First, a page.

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Obama Proposes Strengthening Working Class (No Mention of Homelessness)
February 13, 2013
When you live inside the beltway of our nation’s capital, like nearly all of us here at the Alliance, there are a few big events where the political buzz in the town grows a little louder and your inner politico comes out to play. The elections are one, inaugurals another, and of course, the State of the Union Address. Last night, President Barack Obama delivered the 223rd annual State of the Union (his 5th) to a joint session of Congress. The SOTU is an opportunity for the President to use his “bully pulpit” and lay out the Administration’s agenda for the upcoming year.
Some of these agenda items were unsurprising: gun control, immigration, climate change, and the budget. As one of the policy team members at the Alliance, I was watching the Address for some obvious specifics – will the President talk about homelessness? Low-income people? Housing? We know from past analysis, that the President was unlikely to mention homelessness directly, but housing did get a brief mention (couched in terms of refinancing mortgages and making it easier for Americans to afford their own homes).
While the 2012 campaign was largely about “who’s a bigger champion of the middle class,” this year’s Address spoke (a little bit more) to working class, low-income Americans. He called for a $1.75/hour hike in the federal minimum wage (specifically, tying minimum wage to the cost of living), which could have a tremendous impact on people’s ability to make rent. He called for Congress to replace and avoid the sequester, which would have a severely damaging impact on spending for nearly all federal programs. He also talked about addressing urban blight to make our communities more vibrant and help make families stronger and better able to succeed.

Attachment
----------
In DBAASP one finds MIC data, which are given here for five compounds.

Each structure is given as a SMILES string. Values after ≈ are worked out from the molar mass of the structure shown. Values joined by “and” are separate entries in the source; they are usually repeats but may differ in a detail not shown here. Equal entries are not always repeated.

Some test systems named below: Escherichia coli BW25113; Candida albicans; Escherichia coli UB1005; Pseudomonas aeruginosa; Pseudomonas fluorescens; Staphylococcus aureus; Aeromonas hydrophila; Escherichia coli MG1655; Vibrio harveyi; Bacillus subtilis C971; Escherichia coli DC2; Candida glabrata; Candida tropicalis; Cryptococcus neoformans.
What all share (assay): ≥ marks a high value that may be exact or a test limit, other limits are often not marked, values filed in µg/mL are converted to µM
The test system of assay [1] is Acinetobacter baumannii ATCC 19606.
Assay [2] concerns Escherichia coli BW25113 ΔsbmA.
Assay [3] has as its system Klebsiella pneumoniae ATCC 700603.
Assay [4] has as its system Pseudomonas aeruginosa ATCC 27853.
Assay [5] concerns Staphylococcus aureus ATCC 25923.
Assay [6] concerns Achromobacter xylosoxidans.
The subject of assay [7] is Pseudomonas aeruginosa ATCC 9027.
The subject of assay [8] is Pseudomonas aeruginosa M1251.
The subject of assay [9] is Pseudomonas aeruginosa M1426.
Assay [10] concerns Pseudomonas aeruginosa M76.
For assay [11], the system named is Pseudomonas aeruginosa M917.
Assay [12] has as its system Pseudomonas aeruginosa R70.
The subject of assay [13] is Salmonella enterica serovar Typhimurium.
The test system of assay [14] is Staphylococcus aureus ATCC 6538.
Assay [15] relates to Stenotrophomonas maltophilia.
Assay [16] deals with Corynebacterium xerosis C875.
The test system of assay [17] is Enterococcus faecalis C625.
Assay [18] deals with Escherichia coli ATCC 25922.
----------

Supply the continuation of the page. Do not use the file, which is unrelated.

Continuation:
These proposed measures could make a tremendous impact on extremely low-income people. Homelessness and extremely low-income people are nonetheless not at the top of the explicit agenda. The President (in a speech of about 6,500 words) only used the word “poor” once; he only referenced poverty in America three times (see the Post’s analysis on that here); and he did not use the words “low-income” at all. People experiencing homelessness are among the most vulnerable populations in our nation. And unfortunately, many people, including politicians, see homelessness as a fact of life in the developed world. Many issues, often forced by current events (i.e. gun control), will take precedence over helping the poorest Americans. But we know that homelessness is a problem with concrete solutions. We can end homelessness in America.
Fortunately, there’s something that you, as readers of this blog, as people interested in preventing and ending homelessness, can do. The good news is that politicians essentially work for us, their constituents. So let your elected officials know what you’d like them to focus on in 2013. Tell them to make ending homelessness a priority for our country. There’s a plan they can get behind and there’s funding they can approve to help us keep making progress toward a day when everyone has a place to call home.